Impact of Russian oil sanctions in Europe
The European Union has proposed a phased embargo of Russian oil, tightening its sanctions on Moscow for its invasion of Ukraine.
What does the European Union currently import?
- According to the International Energy Agency (IEA), European Union imported 2.2 million barrels per day (bpd) of crude oil and 1.2 million bpd of refined oil products before the war in Ukraine.
- Cars: Filling up cars will probably get more expensive.
- Europe imports not only crude oil from Russia but also refined oil products, such as diesel to fuel industrial and passenger vehicles.
- Importing diesel from a field other than Russia will mean increased freight costs and thus higher prices at filling stations.
- In Germany, for example, 74% of diesel imports before the war came from Russia.
- Refineries depending on Russian oil: Russian oil makes up a fifth of oil refined in Europe, according to the IEA.
- Some refineries producing fuel from gasoline to jet fuel as well as refineries in the Czech Republic, Hungary, Slovakia and Poland get fed Russian crude oil via the Druzhba – or ‘Friendship’ pipeline.
- Supplies along Druzhba have been fluctuating sharply in recent years with deliveries running as high as 1.5 million bpd while declining in recent months including February to around 0.8 million bpd.
- Poland can switch to seaborne supplies from places like Saudi Arabia or Norway via the Gdansk port in the Baltic Sea.
- PCK Schwedt, which supplies cars and airports in Berlin and the region, and Leuna near Leipzig could get some oil from the German Baltic seaport of Rostock but not enough for them to run at full capacity.
- Poland is trying to replace all Russian crude in its refineries and could route some of the oil arriving in Gdansk to two German refineries, but the details have not been worked out yet.
- Changing the existing supply routes will mean higher feedstock prices for two of Germany’s biggest refineries, feeding into higher prices for end consumers.
- For all the refineries in landlocked countries, making up for zero oil via Druzhba will be a mammoth task.
- It is likely to involve more expensive and less efficient transport via trucks, railways, rivers or the future extension of other pipelines such as TAL going from the Mediterranean via Austria to Germany.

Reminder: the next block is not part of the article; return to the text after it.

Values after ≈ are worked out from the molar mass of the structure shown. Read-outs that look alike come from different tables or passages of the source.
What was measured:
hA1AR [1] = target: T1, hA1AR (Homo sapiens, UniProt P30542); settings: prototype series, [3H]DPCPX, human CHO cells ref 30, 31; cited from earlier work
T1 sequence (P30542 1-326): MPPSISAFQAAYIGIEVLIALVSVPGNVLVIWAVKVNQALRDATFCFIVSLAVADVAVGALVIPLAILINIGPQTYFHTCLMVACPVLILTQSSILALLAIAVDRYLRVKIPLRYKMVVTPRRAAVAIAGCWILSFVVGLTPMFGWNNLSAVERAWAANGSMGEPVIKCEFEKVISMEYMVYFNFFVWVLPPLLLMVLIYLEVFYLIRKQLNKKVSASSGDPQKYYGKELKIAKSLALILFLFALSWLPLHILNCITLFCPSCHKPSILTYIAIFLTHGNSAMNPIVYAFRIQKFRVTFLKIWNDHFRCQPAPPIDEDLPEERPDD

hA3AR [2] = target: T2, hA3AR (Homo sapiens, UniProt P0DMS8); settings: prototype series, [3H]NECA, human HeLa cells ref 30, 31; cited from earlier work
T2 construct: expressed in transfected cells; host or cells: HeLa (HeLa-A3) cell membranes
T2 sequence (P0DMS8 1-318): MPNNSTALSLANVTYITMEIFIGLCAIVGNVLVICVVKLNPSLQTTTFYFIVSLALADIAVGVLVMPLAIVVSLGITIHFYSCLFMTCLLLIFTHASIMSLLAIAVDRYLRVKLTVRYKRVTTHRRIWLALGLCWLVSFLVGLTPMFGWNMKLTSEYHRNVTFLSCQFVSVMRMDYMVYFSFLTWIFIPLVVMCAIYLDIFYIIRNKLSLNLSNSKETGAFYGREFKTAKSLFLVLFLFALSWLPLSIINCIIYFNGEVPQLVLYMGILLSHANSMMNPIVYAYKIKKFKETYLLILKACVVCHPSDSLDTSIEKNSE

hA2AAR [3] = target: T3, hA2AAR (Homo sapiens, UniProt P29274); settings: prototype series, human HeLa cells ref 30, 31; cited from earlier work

- Such an extension still needs approval from southern German authorities.
- Slovakia, Bulgaria, and the Czech Republic are seeking exemptions from an imminent EU ban on Russian oil to sort such alternatives, while Hungary does not support the plans out of fear for its energy security.
Can they replace Russian oil with any other oil?
- Refineries are typically set up to run on a specific type of crude oil, such as Russia’s prime export-grade Urals.
- Other types of crude from Norway, the Middle East, the United States or West Africa can be blended or the refineries revamped, but this can change the yield of a refinery and cost more money in addition to higher freight costs.
- Traditional consumers of Russian oil will also now have to compete not only with each other for alternative oil imports but also with existing customers in Asia.
Reduced refining runs
- An oil refinery cannot simply be switched off as a restart is expensive and complex.
- Globally, refining capacity is shrinking as the world tries to reduce its dependence on oil-based fuels.
- Morgan Stanley estimates that capacity has shrunk by as much as 2.7 million bpd since the onset of the coronavirus pandemic.
- With the re-emergence of economic growth as lockdowns come to an end, refineries will try to squeeze as much fuel as possible into the market.
- Refineries that have the toughest supply issues are likely to see lower margins because their crude costs will rise, so operators may slow processing.
- Countries and refiners typically also have storage tanks that they can tap in case of short-term disruptions.
- EU countries have until the end of the year to prepare for the disruption and would likely fill storage in areas near refineries that might struggle.
- It would cause more severe disruptions if Russia cuts supplies first.
How will the ban affect crude oil prices?
- As long as Russian crude oil supplies continue, there would not be a major impact on crude oil prices which are already near 14-year highs.
- Oil is a very sensitive and finely balanced global commodity. Any supply-side disruption has a disproportionate impact on prices.
- Economic sanctions imposed by the US and Europe have already had some impact on exports of Russian crude oil.
- Analysts have noted that cargoes of Russian crude oil are struggling to find buyers with many concerned about the reputational damage from buying Russian crude which is now being offered at steep discounts due to sanctions.
Impact on Indian consumers
- The sharp uptick in crude oil prices comes as Indian consumers have been enjoying a four-month reprieve from rising fuel prices with oil marketing companies (OMCs) having kept the price of petrol and diesel constant since early November.
- With elections in some States having come to a close, consumers are experiencing a consistent increase in fuel prices as OMCs look to bring prices in line with international benchmarks and recoup losses.
- The price of petrol and diesel has to be hiked by about 52 paise for every dollar increase in the price of crude oil for OMC marketing margins to remain constant.
Prelims take away
- Crude oil
- Major and minor ports of India and the World
Q. How will the decision of the EU to ban the import of Russian Oil will impact India and the world? Explain.